Oh yes she did!

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Cake and cheese. The Yorkshire way.

Japanese people are reserved, polite, courteous, quietly-spoken and genteel. We Yorkshire folk are not high scorers on those things really, if we are honest, and we are always honest, brutally so. So what happens when you take your Japanese friend to her first pantomime? Ever? And in Yorkshire?

Maika is in the process of being assimilated into the true Yorkshire Way, which as everyone knows, is the only way. She’s been a student here for more than two years now and it getting into the swing of it. She’s eaten mucky fat and bread, made Yorkshire puddings, worn a flat cap and sung all the verses from Ilkley Moor Bah’t ‘at, even though she suspected it had an underlying theme of death and cannibalism.

Her Tyke vocabulary has expanded to the point that she can teach the Unenlightened (non-Yorkshire folk) our unique expressions. These are mainly to do with the weather, she can announce fluently that ‘it’s coming down like stair rods’ adding with that happy optimism we Yorkshire folk are famous for ‘but it’ll burn off’. Coming from a warmer climtate where the sea temperature is a balmy 22C, she soon feels the cold and confesses she sometimes runs in a duvet jacket because she’s ‘nesh’.

She is spending her first Christmas in the UK and had donned beard and suit to take part in the Santa Dash, so we thought she’s be ready to take it to the next level, that most British of festive frivolities, the pantomime. There are no pantomimes in Japan, actually in modern times, pantomimes are unknown outside the UK, so there was a lot of explaining to do. Where do you start? We gave a few simple pointers, the dame is a man in drag, the principal boy is a girl, the baddie enters stage left, the goodie stage right. Members of the audience are teased, there’s a lot of double entendre, custard pies, slapstick and raucous shouting out. What’s not to like?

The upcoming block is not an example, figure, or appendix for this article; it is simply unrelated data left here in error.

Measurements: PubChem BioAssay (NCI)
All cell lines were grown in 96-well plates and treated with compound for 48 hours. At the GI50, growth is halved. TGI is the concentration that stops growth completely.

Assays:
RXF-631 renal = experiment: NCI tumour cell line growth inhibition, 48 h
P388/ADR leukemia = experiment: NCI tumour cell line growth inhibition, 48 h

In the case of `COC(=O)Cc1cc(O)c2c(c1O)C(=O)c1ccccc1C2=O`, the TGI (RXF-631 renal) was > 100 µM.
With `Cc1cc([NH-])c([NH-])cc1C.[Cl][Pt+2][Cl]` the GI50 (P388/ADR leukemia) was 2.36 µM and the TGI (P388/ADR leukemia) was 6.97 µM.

The only pantomime worth talking about in Leeds is the annual rock and roll pantomime at City Varieties, this year, it’s Aladdin. The beautiful 150-year-old theatre was built as a Victorian music hall, Charlie Chaplain and Houdini performed there and of course it’s home to the BBC TV programme The Good Old Days  where people dress up and sing along, which was our plan too.

We all bought plastic tiaras, except for Noel, who doesn’t dress up, and took sweets and drinks into the theatre. Maika was amazed, in Japan, she said, there was no eating or drinking in the theatre. She was definitely in for a surprise!

I’d dropped a note to say that Maika was seeing her first ever pantomime, and that she was fast becoming a Yorkshirewoman as she would tell anyone who left the door open to ‘put t’wood in t’ole’ and that the cold, damp weather was ‘nithering’.

After a few rounds of ‘it’s behind you!’ and ‘oh no you won’t – oh yes you will’ with a whispered explanation about the Emperor Wun Hung Lo holding his balls (I think this is the first time I’ve ever uttered the word ‘testicle’ in a theatre) the messages were read out.

Maika was amazed to hear her name, but when Widow Twanky mis-pronounced ‘nithering’, there was a loud shout from the lady on my left. ‘It’s not ny-thering, it’s nithering!’ We were shocked, such a shout from a polite, genteel Japanese lady, but she immediately reminded us she was now a Yorkshire lass and could yell like the rest of us!  This continued for the rest of the performance, with us all yelling loudly. All that remained was for us to celebrate the festive season with Christmas cake and cheese. It is the Yorkshire way.

The cafe of awwws and big smiles

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We’ve a lot of cafes in Leeds, but the latest to open is the only one that comes with paws and purrs. The Kitty Cafe is the new home to a dozen or so rescue and stray cats who rush to greet you as soon as the door’s opened. Well, not so much rush and greet, they are typical cats and just ignore you until it suits them. Cats, eh?

We’d visited a cat cafe in Paris, it was the first I’d heard of cafes with cats, but the idea of sipping a latte surrounded by cats, particularly French cats, was very appealing, I was excited to see whether they miaowed with a French accent.  They didn’t, it seems miaowing is a universal language.

The Kitty Cafe opened in Leeds last week, of course we had to go. The windows were already covered with smudges where humans had pressed their noses in the hope of seeing a cat or two. I confess, one of those smudges was mine and yes, I saw the occupants who, having come from not-very-nice places to somewhere they would be fed and adored, were looking rather pleased with themselves.